Ireland – rightfully referred to as the emerald isle for it’s green rolling hills, mountains and plains – is one of the most friendliest nations in the world.
Much of Ireland’s charm is centred around the people and it’s culture. But that doesn’t mean it is lacking sites to see.
Ireland is steeped in history. The Celts were the first to arrive in 400AD. Then Dublin – the capital – was constantly invaded by Norseman (the Vikings), before the Normans after conquering England conquered Ireland in the 13th century.
This was to set in the place the motions that lead to Ireland’s long war of independence with the UK, which they won in 1922, and became the Republic of Ireland, an entirely separate nation to the UK. But long after this into the 1990’s various paramilitary forces fought each other in what was known as “the troubles” – some wanted Northern Ireland (a part of the UK to this day) to join the rest of the Republic, others wanted to protect Northern Ireland’s place in the UK.
Things are different today, however. The violence is a thing of the past.
People’s first port of call in Ireland will usually be Dublin, the capital. It is well connected to the rest of Europe as it is the home of the budget airline, Ryanair. Internationally it is also well connected as many people in the US and Canada have Irish ancestry and come to Ireland to explore their roots.
Dublin is known for it’s many atmospheric pubs, mainly centred around the Temple Bar district. Here you can try the number one Irish export Guinness”, an alcoholic stout beer. You can also visit the brewery on a tour to see how it is distilled.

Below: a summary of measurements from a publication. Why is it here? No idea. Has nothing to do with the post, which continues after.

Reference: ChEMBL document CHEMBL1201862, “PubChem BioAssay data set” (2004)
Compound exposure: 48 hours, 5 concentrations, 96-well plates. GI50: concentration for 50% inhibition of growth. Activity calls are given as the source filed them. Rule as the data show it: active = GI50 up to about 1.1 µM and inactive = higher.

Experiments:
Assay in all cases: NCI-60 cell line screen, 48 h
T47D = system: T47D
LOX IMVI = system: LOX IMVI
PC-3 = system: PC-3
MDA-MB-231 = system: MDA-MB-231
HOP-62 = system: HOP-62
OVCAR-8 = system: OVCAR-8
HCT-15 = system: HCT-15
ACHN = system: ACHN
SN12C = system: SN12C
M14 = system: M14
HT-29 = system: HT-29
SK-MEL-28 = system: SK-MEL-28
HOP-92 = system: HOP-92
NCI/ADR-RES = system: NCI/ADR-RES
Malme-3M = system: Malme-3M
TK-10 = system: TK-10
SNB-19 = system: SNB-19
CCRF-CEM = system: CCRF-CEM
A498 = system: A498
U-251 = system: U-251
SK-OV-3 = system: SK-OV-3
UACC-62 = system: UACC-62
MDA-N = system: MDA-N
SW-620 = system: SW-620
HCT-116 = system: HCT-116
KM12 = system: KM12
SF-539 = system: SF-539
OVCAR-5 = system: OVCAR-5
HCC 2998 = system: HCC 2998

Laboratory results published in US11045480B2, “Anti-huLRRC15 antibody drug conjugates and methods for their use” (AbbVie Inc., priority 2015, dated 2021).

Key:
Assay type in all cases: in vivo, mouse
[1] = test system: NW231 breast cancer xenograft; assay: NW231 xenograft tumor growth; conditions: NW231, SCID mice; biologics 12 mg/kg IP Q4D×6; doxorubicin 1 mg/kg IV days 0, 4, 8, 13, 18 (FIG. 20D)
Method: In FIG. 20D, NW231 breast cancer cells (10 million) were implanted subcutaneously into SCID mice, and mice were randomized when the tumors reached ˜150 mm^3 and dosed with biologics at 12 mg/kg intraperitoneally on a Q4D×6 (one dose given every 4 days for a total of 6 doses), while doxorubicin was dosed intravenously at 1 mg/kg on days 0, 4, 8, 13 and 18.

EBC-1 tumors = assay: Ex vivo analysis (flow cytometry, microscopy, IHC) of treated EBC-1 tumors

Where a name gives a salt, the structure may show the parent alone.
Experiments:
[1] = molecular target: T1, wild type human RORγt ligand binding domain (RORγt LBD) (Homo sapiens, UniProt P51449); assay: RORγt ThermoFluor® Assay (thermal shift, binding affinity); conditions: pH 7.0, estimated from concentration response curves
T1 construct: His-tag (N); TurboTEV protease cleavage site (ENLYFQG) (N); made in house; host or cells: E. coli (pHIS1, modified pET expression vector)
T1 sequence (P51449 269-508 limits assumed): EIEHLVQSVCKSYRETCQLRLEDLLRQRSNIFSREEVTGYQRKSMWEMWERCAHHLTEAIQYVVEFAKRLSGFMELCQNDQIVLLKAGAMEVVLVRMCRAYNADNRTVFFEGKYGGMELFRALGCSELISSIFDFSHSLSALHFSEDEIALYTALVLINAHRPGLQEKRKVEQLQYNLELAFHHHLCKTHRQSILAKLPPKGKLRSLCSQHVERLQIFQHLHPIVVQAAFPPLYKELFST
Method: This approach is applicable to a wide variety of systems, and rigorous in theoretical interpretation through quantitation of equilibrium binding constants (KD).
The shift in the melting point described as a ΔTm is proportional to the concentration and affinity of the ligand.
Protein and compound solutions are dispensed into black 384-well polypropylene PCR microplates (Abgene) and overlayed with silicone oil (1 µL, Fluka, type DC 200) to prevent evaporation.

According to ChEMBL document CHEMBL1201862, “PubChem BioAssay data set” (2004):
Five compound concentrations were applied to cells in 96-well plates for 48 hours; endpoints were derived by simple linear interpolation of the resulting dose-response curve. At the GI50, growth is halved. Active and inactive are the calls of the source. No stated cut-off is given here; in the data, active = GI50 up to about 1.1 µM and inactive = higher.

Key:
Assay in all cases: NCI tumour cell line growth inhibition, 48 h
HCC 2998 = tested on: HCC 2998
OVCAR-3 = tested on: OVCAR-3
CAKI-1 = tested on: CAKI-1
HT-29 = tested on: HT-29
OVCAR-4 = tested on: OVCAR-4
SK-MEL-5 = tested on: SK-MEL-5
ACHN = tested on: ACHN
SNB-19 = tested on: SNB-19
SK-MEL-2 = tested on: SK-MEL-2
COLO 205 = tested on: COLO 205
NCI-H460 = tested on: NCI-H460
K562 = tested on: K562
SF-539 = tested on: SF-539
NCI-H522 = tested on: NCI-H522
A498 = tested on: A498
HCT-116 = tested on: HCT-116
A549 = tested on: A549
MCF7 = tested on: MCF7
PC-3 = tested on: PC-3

At the weekend, especially, Dublin pubs have traditional Irish bands playing well into the night, which really adds to the atmosphere.
County Wicklow is made up of hills and lakes and is very accessible from Dublin. Glendalough is undoubtedly the most spectacular attraction, with it’s ancient monastery and huge lake, steeped either side by mountains. Hiking along one of the many paths is a real treat, and there are many trails to choose from which are well marked and cater to every level of fitness.
On the West side of Ireland, there is the County Galway, home to the city of Galway, the cultural capital of Ireland, which is also home to horse racing extravaganzas, as well as Connemara.
Connemara, is a real spectacle to behold: Mile upon mile of bog and marsh land only broken up by ancient mountains that jag out of the fog.
Interestingly, this is one of the few places that Irish is actually widely understood and sometimes spoken as the first language, which set sit apart from the rest of Ireland where people speak English as the first language and a little Irish from what they learned at school. Ferry visits to the Aran Islands – which recently gained attention as a film location in the new Star Wars film franchise – is possible from here or from further south.
Finally, a little further to the south is the Shannon Region with it’s Cliffs of Moher, vertical cliff faces that drop 200 metres into the Atlantic.
Getting around is fairly simple but takes some planning ahead in summer months which is the high season for tourism. Bus links and bus tours out of Dublin can get to you to most places for the cheapest prices. The rail system is limited but modern, but can be expensive (like the UK). Hitch hiking is very easy and the risks very low compared to other countries. In fact, some rural areas in Ireland hitch hiking is the norm for getting around.